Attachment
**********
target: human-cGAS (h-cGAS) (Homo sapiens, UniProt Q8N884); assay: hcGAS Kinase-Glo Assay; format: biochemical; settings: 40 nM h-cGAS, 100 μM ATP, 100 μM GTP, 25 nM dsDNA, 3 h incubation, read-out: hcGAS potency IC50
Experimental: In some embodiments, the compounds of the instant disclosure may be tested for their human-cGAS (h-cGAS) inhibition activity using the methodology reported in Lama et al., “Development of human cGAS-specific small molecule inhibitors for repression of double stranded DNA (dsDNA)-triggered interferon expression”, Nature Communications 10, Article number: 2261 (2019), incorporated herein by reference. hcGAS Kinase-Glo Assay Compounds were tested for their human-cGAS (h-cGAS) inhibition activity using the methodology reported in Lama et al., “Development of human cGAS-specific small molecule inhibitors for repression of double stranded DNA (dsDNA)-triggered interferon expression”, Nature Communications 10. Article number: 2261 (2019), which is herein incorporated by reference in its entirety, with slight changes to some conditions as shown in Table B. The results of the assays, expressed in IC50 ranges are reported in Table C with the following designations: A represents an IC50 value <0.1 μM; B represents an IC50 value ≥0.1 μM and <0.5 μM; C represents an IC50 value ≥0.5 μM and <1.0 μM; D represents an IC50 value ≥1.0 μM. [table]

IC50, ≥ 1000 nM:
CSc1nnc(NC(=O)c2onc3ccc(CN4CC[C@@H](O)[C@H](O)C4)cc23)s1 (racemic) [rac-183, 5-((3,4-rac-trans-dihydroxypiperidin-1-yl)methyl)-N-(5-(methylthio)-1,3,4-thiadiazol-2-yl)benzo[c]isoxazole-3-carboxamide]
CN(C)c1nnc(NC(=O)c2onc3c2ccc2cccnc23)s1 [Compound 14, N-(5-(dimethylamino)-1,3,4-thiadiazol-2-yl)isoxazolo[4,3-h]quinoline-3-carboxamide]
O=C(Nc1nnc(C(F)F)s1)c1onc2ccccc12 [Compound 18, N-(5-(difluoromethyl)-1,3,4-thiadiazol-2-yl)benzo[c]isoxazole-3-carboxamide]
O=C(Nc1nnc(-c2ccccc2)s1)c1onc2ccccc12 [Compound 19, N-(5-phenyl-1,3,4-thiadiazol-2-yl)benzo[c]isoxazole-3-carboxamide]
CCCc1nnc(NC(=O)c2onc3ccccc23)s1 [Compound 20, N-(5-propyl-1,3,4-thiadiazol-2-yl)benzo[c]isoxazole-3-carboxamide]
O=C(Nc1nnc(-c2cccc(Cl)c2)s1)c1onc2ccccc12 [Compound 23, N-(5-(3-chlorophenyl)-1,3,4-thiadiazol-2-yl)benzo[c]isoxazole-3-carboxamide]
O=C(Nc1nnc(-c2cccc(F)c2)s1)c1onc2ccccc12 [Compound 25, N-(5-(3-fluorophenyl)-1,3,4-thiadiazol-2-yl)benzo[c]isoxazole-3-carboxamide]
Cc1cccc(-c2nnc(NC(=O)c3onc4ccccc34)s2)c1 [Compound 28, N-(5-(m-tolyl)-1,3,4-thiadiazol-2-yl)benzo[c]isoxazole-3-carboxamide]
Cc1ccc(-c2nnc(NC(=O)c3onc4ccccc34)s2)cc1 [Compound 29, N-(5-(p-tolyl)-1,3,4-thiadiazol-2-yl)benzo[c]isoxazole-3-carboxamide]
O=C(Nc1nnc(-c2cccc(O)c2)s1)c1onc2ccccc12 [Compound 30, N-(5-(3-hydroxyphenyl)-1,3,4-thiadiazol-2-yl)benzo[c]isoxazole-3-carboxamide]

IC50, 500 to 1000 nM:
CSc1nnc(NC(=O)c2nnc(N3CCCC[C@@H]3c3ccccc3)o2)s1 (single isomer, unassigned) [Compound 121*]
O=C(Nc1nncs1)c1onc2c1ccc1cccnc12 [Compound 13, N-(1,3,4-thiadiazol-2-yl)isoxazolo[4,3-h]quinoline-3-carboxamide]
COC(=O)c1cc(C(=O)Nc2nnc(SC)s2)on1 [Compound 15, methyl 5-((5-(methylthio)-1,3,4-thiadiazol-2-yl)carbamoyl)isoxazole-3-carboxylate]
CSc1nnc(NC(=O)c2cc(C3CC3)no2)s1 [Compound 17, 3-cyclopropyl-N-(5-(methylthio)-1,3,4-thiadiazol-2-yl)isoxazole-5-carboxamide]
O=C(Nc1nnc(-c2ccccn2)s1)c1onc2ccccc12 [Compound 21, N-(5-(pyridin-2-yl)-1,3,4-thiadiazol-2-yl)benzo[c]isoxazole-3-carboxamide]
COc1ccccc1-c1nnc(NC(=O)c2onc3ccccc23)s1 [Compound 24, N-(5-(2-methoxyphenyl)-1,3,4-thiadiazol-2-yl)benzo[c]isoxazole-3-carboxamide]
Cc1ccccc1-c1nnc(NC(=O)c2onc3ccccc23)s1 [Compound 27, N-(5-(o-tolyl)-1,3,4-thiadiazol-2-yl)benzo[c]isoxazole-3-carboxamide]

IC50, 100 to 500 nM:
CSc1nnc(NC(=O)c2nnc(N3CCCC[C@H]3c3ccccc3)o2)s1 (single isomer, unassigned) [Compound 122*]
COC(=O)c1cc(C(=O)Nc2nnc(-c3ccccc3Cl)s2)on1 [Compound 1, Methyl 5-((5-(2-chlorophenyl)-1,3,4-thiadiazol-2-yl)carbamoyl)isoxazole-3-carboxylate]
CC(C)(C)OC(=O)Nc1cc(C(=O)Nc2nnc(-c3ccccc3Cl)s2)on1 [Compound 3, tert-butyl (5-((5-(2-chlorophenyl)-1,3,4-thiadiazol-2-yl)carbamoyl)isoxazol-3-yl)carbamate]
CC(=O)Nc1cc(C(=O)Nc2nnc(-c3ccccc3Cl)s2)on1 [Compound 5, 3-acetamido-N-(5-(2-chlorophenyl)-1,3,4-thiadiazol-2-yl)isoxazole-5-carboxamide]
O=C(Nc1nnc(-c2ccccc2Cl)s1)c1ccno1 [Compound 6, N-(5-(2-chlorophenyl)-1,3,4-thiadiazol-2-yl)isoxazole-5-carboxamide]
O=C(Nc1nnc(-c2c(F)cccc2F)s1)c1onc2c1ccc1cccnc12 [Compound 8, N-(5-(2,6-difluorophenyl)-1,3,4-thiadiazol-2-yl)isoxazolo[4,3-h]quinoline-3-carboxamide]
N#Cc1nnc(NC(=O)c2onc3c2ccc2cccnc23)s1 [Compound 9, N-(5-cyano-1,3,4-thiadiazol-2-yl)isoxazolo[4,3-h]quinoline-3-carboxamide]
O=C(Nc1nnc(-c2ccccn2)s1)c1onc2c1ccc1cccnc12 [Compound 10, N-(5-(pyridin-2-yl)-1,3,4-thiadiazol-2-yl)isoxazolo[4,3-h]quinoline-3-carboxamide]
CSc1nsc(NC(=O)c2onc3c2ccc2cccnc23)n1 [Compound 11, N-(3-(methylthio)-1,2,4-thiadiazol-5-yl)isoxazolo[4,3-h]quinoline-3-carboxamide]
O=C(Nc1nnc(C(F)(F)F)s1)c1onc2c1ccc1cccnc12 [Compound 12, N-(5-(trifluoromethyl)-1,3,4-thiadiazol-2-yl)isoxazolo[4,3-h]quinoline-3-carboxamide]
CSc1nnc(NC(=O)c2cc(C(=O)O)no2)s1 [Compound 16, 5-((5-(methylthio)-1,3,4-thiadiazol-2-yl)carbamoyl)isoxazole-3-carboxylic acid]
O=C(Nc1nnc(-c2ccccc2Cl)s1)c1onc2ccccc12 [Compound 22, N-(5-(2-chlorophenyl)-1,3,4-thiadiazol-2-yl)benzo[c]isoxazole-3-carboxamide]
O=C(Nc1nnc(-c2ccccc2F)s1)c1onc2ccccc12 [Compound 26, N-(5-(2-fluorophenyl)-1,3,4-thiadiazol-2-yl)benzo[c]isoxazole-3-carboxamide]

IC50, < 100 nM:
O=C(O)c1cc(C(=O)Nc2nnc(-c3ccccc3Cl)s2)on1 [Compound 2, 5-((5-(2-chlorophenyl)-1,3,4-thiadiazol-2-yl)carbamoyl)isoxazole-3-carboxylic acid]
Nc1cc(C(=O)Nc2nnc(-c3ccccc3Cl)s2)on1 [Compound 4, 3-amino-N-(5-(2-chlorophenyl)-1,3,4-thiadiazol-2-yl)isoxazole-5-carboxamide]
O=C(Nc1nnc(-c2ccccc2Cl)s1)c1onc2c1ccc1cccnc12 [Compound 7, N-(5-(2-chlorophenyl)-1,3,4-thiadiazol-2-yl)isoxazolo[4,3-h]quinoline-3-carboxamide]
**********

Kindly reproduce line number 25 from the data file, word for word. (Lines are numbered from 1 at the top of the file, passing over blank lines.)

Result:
CC(C)(C)OC(=O)Nc1cc(C(=O)Nc2nnc(-c3ccccc3Cl)s2)on1 [Compound 3, tert-butyl (5-((5-(2-chlorophenyl)-1,3,4-thiadiazol-2-yl)carbamoyl)isoxazol-3-yl)carbamate]